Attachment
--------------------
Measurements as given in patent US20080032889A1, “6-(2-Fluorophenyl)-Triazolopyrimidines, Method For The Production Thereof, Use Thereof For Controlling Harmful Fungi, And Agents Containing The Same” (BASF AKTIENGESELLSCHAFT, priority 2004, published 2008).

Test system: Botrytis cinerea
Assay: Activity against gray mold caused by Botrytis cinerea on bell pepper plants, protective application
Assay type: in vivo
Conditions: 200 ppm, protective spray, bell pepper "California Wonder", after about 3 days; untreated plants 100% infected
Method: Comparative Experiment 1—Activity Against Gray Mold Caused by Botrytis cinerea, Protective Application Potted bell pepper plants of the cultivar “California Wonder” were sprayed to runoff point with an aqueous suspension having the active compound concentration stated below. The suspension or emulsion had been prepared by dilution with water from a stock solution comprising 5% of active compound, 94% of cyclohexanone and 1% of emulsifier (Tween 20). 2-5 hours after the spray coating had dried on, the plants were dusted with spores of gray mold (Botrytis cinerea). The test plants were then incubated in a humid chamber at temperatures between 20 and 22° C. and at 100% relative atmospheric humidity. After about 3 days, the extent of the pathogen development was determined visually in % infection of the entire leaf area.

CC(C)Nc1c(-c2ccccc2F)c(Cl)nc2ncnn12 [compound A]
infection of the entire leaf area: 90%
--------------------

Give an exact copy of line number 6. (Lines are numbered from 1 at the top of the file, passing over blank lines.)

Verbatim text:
Method: Comparative Experiment 1—Activity Against Gray Mold Caused by Botrytis cinerea, Protective Application Potted bell pepper plants of the cultivar “California Wonder” were sprayed to runoff point with an aqueous suspension having the active compound concentration stated below. The suspension or emulsion had been prepared by dilution with water from a stock solution comprising 5% of active compound, 94% of cyclohexanone and 1% of emulsifier (Tween 20). 2-5 hours after the spray coating had dried on, the plants were dusted with spores of gray mold (Botrytis cinerea). The test plants were then incubated in a humid chamber at temperatures between 20 and 22° C. and at 100% relative atmospheric humidity. After about 3 days, the extent of the pathogen development was determined visually in % infection of the entire leaf area.